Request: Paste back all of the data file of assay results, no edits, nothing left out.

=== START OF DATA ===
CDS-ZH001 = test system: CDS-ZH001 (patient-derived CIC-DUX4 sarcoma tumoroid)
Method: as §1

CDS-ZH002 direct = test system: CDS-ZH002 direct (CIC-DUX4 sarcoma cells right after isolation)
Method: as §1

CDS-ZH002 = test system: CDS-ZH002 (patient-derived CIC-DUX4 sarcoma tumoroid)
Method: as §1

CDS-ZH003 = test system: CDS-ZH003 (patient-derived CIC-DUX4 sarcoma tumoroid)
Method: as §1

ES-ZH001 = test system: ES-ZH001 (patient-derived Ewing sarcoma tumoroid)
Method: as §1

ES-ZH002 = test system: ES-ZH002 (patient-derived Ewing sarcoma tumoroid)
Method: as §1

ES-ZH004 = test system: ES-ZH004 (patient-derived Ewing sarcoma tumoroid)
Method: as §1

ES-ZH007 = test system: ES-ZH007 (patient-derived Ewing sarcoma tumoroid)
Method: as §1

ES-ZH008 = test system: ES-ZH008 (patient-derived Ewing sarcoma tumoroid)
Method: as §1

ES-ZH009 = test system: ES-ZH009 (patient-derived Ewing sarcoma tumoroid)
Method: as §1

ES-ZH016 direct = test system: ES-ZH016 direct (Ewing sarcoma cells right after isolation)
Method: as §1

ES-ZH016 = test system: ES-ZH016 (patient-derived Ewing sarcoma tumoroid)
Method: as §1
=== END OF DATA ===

CDS-ZH001 = test system: CDS-ZH001 (patient-derived CIC-DUX4 sarcoma tumoroid)
Method: as §1

CDS-ZH002 direct = test system: CDS-ZH002 direct (CIC-DUX4 sarcoma cells right after isolation)
Method: as §1

CDS-ZH002 = test system: CDS-ZH002 (patient-derived CIC-DUX4 sarcoma tumoroid)
Method: as §1

CDS-ZH003 = test system: CDS-ZH003 (patient-derived CIC-DUX4 sarcoma tumoroid)
Method: as §1

ES-ZH001 = test system: ES-ZH001 (patient-derived Ewing sarcoma tumoroid)
Method: as §1

ES-ZH002 = test system: ES-ZH002 (patient-derived Ewing sarcoma tumoroid)
Method: as §1

ES-ZH004 = test system: ES-ZH004 (patient-derived Ewing sarcoma tumoroid)
Method: as §1

ES-ZH007 = test system: ES-ZH007 (patient-derived Ewing sarcoma tumoroid)
Method: as §1

ES-ZH008 = test system: ES-ZH008 (patient-derived Ewing sarcoma tumoroid)
Method: as §1

ES-ZH009 = test system: ES-ZH009 (patient-derived Ewing sarcoma tumoroid)
Method: as §1

ES-ZH016 direct = test system: ES-ZH016 direct (Ewing sarcoma cells right after isolation)
Method: as §1

ES-ZH016 = test system: ES-ZH016 (patient-derived Ewing sarcoma tumoroid)
Method: as §1